The backhoe crashed into my ribcage at three miles per hour, knocking me slightly off balance. I climbed on top of the bucket and stared into Zamboni’s hump.

“We are the Peoria Council for the Arts!” Zamboni lurched to the side, as if I’d slapped him. “You can take away our grant money!” Frankie weaved the backhoe back and forth, trying to shake me off, but I remained steadfast, holding one as he raised and lowered the bucket.

“You can ignore our poetry readings; you can protest our art exhibit of world leaders in animal costumes!” I shouted. The backhoe slowed to a stop. Zamboni’s breathing turned raspy.


I climbed into the seat next to him. He looked at me, pleading, his eyes bulging out. Holding the letter up for Frankie to see, I finished reading.

“You can even force us to serve inferior domestic white wine at our fundraisers, but we will prevail. Peoria needs us. Illinois needs us. The world needs us.”

“So…vain…you…douche,” Zamboni insulted me. I watched his hump rise and fall for a last time. He was dead.

Once again, I had pummeled a man to death with my bloviating. I hadn’t asked to be a “pantload” or “that idiot who writes like a self-important playwright.” But in the fullness of time, we must accept who we are. I am Chris Liver.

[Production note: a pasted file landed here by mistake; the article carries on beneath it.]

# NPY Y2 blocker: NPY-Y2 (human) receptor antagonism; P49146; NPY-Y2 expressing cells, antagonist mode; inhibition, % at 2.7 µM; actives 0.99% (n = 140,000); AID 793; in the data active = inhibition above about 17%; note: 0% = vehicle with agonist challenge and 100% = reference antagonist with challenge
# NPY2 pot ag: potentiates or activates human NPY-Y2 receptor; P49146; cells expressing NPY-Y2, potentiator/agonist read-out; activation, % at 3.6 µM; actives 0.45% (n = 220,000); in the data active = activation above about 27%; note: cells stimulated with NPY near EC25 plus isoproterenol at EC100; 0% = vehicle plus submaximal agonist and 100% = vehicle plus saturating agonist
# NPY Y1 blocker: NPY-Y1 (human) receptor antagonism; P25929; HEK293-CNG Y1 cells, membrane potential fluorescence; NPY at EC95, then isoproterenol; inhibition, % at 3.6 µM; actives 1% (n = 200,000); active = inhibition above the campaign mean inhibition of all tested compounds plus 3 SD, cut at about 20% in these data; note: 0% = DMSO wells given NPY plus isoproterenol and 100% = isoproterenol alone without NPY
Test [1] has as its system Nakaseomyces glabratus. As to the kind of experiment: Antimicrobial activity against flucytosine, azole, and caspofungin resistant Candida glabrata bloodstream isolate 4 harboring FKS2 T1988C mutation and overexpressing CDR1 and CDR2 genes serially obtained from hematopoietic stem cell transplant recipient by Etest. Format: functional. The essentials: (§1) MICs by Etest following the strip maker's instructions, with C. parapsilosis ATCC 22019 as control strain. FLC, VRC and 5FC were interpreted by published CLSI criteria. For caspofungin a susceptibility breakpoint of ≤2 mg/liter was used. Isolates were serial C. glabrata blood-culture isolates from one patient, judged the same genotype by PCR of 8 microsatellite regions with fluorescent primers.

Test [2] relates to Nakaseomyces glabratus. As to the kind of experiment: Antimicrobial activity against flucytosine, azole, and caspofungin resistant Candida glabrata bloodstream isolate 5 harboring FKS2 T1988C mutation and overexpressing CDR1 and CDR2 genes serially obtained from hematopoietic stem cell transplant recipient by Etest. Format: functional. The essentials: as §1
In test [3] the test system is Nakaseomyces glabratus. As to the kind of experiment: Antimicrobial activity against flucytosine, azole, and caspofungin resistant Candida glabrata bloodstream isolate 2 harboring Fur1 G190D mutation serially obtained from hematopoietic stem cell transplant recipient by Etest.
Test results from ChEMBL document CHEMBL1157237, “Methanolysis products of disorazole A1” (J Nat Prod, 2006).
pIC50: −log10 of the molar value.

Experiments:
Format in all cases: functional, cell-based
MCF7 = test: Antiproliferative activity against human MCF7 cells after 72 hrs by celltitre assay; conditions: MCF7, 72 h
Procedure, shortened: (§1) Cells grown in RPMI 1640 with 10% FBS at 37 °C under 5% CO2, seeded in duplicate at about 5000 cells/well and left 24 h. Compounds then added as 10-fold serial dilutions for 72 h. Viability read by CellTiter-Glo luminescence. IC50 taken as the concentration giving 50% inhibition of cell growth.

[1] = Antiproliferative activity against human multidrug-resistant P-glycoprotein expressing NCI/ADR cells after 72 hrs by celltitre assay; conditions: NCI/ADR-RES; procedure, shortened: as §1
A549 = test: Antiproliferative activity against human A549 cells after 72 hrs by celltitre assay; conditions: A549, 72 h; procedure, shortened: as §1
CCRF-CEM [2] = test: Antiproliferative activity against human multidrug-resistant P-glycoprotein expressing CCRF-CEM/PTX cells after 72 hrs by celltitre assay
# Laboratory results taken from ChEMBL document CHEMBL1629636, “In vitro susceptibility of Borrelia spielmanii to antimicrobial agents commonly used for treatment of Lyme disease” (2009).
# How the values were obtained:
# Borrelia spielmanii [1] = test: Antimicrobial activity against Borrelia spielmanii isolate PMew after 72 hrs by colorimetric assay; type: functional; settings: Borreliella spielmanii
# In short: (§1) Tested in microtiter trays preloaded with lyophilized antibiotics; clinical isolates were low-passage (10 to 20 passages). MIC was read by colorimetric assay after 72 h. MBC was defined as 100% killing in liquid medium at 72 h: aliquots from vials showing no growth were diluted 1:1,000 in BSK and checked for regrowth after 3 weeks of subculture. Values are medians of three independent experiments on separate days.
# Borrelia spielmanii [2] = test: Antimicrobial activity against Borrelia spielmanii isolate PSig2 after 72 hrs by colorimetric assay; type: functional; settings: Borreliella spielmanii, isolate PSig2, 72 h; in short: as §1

2nd place,  “My Grannyhood” © Bethany Bryan, Astoria, NY

Bethany Bryan's blog, "Welcome to Bethville"

My first reaction upon seeing the “hip granny” on the subway, with the spiky gray hair and the trendy jogging outfit, was, “When I get older, I want to be just like hip granny, there. Still active and healthy. And, you know…hip.”

But then I remembered that I’m me. And the likelihood of me, at 29, suddenly becoming hip and/or taking up jogging are about as likely as realizing my lifelong dream of moving to Fraggle Rock or owning a house made of bacon. I understood then that while we can’t control the fact that we age, we can control how we go about it.

So, I thought about it for a while and I decided I want to be a classic, blue-haired granny. One who drives an antique, powder blue Cadillac, and lets her cat eat at a high chair pushed up to the table, and drives way faster than she should, and yells at the kids next door for looking at her lawn ornaments funny. Because there will be lawn ornaments. Thousands of them. Enough garden gnomes to repopulate the Mines of Moria. Holding their tiny ornamental pickaxes and looking wistfully up at the rosebushes I’ll pay somebody else to care for.

I’ll have an entire pitcher of vodka lemonade at 10 AM if I feel like it. And wear rhinestone-studded cat’s eye glasses. Then, I’ll take them off when people come over and pretend I don’t know who they are. I’ll rig boobytraps for the Jehovah’s Witnesses who step on my porch. Then, I’ll offer to let them run through my lawn sprinklers in order to wash off the corn syrup and chicken feathers. As a final gesture, I’ll give them a brownie for amusing me so.